“As I let off the trigger on my second pass, I saw that the master caution light had started flashing. I looked down into the cockpit and saw that my entire left engine instrument stack was completely lit up. Everything that could be lit up was lit up,” Capt Aaron Cavazos, 75th EFS A-10 Warthog pilot
The A-10 Warthog is the world’s premier close air support (CAS) aircraft, despite the jet having been in service for almost 40 years. Originally designed to thwart the flow of Soviet main battle tanks through the Fulda Gap during the expected war in western Europe, the ‘Warthog’ has evolved into the aircraft of choice for troops seeking air support.
One of the key battlefield survivability features of the A-10 is the unusual location of its General Electric TF34-GE-100 turbofan engines. Their position, high on the aircraft’s rear fuselage, decreases the risk of foreign object ingestion and reduces the odds of flak damage knocking out both engines. The TF34s can also be left running while the aircraft is being serviced and re-armed by groundcrews, thereby reducing turnaround time. Four bolts connect the engine pylons to the A-10’s airframe. The power units also produce a relatively small IR signature, and the direction of the exhaust over the horizontal tail surfaces further shields it from IR surface-to-air missiles (SAMs).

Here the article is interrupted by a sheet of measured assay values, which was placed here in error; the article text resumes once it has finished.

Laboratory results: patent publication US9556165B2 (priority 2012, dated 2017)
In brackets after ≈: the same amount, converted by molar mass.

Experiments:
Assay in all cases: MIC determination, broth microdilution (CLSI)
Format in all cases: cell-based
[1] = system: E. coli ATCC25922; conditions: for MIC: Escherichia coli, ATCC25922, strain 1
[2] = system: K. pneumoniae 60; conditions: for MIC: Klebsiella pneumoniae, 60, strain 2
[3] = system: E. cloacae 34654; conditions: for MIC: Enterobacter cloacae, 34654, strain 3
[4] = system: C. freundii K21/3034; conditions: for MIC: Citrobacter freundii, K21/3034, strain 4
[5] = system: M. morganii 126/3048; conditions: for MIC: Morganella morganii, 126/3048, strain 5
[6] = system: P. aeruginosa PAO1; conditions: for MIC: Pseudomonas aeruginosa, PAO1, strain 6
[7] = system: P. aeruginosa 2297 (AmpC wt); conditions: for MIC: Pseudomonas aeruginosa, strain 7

As explained by Gary Wetzel in his book A-10 Thunderbolt II Units of Operation Enduring Freedom 2008-14, since the A-10 has been in combat, several have sustained missile strikes to the engines during operations Desert Storm, Allied Force and Iraqi Freedom, yet they were all able to land safely. More often than not, the A-10’s unique engine location has saved lives. One of them was that of was Capt Aaron Cavazos from 75th Expeditionary Fighter Squadron (EFS).